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I go watch movies in theater every 2 weeks, and when choosing what to see, I decide often based on Rotten Tomato critic score. This score is now shown by Siri after each time I ask which movies are playing, so I don't even have to visit the Rotten Tomatoes website.

My point is, I use that RT rating to decide what to see, and many others probably do too. I'm curious to know how much correlation there is between a movie's RT score and its box office performance.

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    Is there any correlation between box office performance and the movie actually being good? I'd be more interested in the latter, since I know some of my favorite movies were box office flops. – Andrew Thompson Jul 3 '15 at 23:06
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    @Andrew I agree, however I'm curious nevertheless. – Viziionary Jul 3 '15 at 23:38
  • "I'm curious nevertheless." Sounds reasonable. I'm curious about the answer to your question as well. :) – Andrew Thompson Jul 3 '15 at 23:46
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    Not in the biggest blockbuster sense. Just look at the scores of the Michael Bay films. Only one "fresh" but nearly every film earned a ton of money. – Catija Jul 4 '15 at 0:11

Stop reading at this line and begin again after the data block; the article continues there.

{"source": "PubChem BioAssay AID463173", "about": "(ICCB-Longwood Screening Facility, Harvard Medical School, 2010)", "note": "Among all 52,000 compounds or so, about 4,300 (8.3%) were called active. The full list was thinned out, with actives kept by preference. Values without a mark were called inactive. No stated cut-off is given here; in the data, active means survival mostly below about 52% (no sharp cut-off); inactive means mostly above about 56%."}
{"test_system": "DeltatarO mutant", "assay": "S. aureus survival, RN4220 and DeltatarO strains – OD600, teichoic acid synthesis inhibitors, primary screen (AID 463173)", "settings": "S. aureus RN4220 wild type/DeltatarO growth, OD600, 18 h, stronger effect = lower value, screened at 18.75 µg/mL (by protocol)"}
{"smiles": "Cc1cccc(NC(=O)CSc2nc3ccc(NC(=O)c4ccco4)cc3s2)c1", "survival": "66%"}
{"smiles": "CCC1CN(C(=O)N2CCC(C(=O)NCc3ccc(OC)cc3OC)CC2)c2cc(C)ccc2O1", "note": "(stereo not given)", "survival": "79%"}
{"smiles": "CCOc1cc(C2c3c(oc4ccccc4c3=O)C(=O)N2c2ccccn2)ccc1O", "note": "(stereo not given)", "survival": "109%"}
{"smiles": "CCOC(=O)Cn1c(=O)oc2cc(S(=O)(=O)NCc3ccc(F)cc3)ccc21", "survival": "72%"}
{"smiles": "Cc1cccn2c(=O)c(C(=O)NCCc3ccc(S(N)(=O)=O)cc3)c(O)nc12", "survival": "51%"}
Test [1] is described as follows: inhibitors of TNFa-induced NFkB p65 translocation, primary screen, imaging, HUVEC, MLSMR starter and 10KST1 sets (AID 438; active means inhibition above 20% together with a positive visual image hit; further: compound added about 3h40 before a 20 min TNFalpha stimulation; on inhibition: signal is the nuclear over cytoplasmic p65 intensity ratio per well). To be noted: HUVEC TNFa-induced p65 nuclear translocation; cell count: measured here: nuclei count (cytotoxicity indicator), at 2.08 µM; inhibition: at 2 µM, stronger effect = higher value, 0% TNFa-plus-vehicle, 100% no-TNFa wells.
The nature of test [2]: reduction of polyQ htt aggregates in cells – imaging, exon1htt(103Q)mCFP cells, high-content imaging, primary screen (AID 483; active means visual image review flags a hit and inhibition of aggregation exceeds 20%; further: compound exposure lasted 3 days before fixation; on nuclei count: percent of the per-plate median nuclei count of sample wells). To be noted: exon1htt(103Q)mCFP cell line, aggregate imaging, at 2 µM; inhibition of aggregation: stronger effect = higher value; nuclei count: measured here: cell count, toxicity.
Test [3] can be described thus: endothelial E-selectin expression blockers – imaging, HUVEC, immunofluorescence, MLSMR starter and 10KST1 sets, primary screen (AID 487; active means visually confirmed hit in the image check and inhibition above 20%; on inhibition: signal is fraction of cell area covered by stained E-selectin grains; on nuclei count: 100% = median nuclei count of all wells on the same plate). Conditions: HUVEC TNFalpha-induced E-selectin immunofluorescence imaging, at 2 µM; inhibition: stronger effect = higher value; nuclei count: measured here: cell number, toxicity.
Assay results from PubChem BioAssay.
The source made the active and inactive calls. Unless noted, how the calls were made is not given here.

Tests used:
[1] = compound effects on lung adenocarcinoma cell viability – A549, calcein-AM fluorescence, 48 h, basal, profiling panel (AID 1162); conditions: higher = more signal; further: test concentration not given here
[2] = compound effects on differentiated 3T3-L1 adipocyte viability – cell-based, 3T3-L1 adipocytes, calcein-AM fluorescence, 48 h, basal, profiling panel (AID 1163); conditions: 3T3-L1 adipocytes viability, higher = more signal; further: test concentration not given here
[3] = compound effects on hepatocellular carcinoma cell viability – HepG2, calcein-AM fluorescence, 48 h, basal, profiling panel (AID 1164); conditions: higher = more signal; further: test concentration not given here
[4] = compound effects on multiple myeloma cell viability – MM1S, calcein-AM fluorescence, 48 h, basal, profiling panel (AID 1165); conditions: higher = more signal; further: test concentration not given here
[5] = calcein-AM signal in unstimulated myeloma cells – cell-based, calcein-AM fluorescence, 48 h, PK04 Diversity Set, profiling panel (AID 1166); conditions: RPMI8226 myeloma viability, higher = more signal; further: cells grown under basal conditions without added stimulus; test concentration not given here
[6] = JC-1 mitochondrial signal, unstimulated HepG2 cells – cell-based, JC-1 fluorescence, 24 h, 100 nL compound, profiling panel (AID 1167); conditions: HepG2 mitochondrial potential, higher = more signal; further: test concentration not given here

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    @Catija I recall Michael Bayer saying WTE "So I make films for teenage boys, sue me!". It made me wonder whether teenage boys a) are indeed prominent ticket buyers for his films, and.. b) tend to vote on films on Rotten Tomatoes (I'm thinking a lot of the votes would come from people in their 20s and 30s, but I could be very wrong about that). – Andrew Thompson Jul 4 '15 at 0:25
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Nope. Based on this plot (by film statistics specialist Stav J. Davis) of 81 films that grossed more than $20M in 2012, there's no straight-line correlation between the Rotten Tomatoes critics score (e.g. public reviews) and the amount that each film made at the box office:

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There's also no significant correlation between the user review scores (although the chi value was fractionally higher if you exclude all films that grossed less than $100M

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In short, how good a film rates on Rotten Tomatoes has little bearing on its box-office take.

  • It would be interesting to see the graphs for lower-grossing films. I would think that there would be more correlation between the two at that point. – Catija Jul 4 '15 at 18:14
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    @Catija - Based on a similar study in 2003, I'd say that the answer is not. The major predictors of box office success are the level of marketing, the number of screens and the named actors. – user7812 Jul 4 '15 at 18:16
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    It would be interesting to see a more up-to-date graph. The OP mentions that the score is shown by Siri, which I'm guessing is a recent development. This would signify that Rotten Tomatoes might be more influential now than it was in 2012 – colmde Feb 21 '17 at 14:30
  • Is there a version of the top chart with a trend-line? That would tell us, better, if there is a correlation. – PoloHoleSet Jul 31 at 15:30

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